The Deuteronomic and Levitical sources prescribed the sacrificial worship in one place alone. Yet we find the Israelites continuously associated with many altars on the high places. When Saul first met Samuel he went with him to bamah – because Samuel  had to officiate at the shrine since there was a festival to be observed and sacrifices to be presented [1 Samuel 9:11-25].

After having a sacrificial meal with Saul, Samuel sent him to Bethel, to the hill  where the company of prophets met him. [Beth El was the important shrine to the Patriarchs and the Israelites. Later it became one of the two main shrines of the Ten Tribes. Its name means: House of El]. How is it that the Israelites had many sacred shrines in the high places when the original Tabernacle Moses supposedly made in the desert was available to them and was actually situated at the high place of Gibeon? [1 Chronicles 21:29]. How is it that even the men of Yahweh, such as Samuel, actually worshipped on high hills and in different locations and offered sacrifices at the shrines of Beth El, Mizpah, Shiloh, Gibeah, Galgal, Ramah...? Why did he not worship only at the Tent of Meeting which was located at Gibeon? Why was there also a Sanctuary at Shechem as well as Shiloh and Nod – when all along the Israelites had the mobile Sanctuary which Moses allegedly constructed? By building all other shrines and Sanctuaries on the high places they most definitely sinned if the Deuteronomic texts which enforce the centralized worship are authentic.

They were guilty of murder by shedding blood of animals on altars other than the one Moses supposedly constructed in the desert for all times. Why did even Elijah recognize various altars on the high places as the altars of Yahweh – when the temple Solomon built in Jerusalem still stood erect?

All these questions have haunted the rabbis of Judaism, as well as Christian theologians, for thousands of years. To date they have been unable to solve the enigma. This however, did not prevent them from claiming that every letter in the five books of Moses is inspired and infallible. The rabbis of Normative Judaism pronounce a curse on anyone who even questions Mosaic authorship of the entire Pentateuch. The Christian Church went as far as claiming that every word in the entire Bible is inspired and infallible.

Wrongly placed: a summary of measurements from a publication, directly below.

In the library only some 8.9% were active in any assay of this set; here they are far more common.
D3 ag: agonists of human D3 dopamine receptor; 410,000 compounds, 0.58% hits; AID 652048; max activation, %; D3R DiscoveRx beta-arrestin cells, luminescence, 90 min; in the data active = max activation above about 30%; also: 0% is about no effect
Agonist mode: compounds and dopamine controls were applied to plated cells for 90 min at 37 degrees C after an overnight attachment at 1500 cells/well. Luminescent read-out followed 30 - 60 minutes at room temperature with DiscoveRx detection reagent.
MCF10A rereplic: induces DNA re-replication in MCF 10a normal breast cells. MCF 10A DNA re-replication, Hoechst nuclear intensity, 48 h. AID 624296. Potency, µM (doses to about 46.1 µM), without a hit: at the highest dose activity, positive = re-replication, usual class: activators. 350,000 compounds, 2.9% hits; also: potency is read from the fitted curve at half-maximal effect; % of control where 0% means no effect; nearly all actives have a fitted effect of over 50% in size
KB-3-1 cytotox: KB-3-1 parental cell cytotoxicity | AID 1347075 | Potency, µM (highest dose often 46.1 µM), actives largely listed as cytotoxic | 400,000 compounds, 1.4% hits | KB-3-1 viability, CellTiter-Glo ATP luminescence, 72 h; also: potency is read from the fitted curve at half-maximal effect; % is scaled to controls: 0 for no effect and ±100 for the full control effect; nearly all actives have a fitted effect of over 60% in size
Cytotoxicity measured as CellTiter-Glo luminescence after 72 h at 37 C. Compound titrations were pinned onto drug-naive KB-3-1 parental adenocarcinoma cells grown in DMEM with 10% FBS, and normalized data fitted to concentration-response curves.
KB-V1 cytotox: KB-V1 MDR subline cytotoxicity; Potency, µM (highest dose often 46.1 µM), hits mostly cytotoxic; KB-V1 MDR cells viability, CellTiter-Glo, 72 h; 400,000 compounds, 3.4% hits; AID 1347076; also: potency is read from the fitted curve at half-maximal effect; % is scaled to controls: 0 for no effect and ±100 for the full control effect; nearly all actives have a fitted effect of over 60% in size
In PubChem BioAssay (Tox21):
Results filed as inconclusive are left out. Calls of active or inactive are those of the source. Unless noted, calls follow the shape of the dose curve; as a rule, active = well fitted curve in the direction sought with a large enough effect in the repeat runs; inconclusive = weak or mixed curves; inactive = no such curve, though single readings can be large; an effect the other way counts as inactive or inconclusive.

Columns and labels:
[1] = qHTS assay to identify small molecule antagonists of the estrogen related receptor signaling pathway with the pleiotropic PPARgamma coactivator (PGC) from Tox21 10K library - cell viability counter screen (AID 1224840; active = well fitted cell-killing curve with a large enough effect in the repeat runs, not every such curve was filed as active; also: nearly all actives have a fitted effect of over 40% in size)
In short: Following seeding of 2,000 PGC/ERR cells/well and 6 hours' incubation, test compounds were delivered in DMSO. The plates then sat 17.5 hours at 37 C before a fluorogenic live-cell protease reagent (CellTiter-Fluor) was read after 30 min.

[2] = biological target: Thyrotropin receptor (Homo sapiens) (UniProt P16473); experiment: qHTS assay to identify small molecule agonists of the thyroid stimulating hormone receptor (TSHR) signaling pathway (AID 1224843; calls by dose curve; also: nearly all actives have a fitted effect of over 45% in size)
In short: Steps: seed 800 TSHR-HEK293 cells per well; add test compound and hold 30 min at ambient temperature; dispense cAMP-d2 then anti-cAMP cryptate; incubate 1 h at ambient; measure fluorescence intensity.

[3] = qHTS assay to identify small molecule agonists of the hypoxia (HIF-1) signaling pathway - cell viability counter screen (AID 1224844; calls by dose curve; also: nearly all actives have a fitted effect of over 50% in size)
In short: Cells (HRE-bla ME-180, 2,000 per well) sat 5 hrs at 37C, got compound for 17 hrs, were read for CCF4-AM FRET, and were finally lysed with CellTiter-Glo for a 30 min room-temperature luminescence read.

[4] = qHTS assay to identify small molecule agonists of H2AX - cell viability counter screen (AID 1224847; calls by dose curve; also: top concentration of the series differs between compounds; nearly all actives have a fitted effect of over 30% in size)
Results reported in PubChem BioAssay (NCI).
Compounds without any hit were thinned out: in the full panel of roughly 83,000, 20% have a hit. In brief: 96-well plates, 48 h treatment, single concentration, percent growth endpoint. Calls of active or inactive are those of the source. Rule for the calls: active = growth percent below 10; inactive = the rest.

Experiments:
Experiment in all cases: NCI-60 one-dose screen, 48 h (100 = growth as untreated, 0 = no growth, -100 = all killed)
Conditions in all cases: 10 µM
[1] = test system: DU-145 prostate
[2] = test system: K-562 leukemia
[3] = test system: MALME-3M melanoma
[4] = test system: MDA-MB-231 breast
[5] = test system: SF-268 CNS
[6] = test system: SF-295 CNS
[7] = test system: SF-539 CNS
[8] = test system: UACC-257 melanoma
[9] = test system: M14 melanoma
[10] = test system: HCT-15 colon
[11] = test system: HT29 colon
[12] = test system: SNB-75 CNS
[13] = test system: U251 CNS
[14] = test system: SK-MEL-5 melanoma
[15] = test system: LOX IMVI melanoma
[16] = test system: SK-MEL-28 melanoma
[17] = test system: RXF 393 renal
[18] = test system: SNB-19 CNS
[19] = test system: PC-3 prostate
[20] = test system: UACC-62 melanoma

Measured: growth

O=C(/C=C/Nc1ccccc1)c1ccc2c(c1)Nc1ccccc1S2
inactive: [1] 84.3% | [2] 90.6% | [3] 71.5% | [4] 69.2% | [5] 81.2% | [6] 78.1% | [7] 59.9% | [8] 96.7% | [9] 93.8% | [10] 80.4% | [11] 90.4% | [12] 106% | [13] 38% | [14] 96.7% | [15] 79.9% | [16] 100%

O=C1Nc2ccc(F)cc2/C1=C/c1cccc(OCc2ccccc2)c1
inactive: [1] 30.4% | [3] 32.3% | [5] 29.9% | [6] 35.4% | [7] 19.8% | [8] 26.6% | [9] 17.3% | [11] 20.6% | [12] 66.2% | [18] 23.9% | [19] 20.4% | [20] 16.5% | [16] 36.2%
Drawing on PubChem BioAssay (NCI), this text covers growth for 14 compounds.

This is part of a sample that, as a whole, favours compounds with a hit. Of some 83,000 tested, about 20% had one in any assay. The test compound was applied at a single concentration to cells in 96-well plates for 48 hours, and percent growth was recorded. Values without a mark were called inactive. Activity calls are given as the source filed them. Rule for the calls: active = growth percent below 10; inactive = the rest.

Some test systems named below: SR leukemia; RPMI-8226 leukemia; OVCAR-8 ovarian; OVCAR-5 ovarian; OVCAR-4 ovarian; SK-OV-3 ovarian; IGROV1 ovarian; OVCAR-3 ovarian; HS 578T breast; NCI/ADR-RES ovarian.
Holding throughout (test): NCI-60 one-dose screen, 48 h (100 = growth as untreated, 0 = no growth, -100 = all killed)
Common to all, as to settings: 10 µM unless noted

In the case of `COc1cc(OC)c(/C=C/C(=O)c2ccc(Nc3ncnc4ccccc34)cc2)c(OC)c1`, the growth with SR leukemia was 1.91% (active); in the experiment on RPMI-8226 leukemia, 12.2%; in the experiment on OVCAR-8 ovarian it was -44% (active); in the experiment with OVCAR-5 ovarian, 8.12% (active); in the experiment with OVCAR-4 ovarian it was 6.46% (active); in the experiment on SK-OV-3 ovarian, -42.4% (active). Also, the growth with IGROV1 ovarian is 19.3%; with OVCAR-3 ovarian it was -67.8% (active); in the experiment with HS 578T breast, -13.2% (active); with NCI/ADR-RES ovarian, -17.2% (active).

If the true God was indeed the Author of the entire Bible, why then is it full of errors and contradictions? Why did the Ebionites reject many portions of it? Why did Jeremiah himself charge the Jewish scribes of falsifying the Pentateuch? Why are so many books missing from the original Bible? Why these conflicting accounts concerning the chosen place and where the sacrificial cult should be practiced?

Let us now return to the subject of the shrines on the high places. Where did King David worship Yahweh and offer sacrifices and burnt offerings? Most definitely not in Gibeon where the Tent of Meeting was located. He most definitely offered sacrifices in different places – if the Bible as we have it is to be trusted. He pitched a tent in Jerusalem in which he placed the Ark of the Covenant. In the same place he offered bloody sacrifices [2 Samuel 6:17-18]. Yahweh supposedly told him to do so despite the fact that the Tent of Meeting and its sacrificial altar was located in Gibeon. By commanding David to build an altar in Jerusalem and to present sacrifices thereupon did not Yahweh violate His own command given to Moses and the Israelites in the desert [Lev.17], commanding the Israelites to present their sacrifices on the altar of the Tabernacle throughout their generations?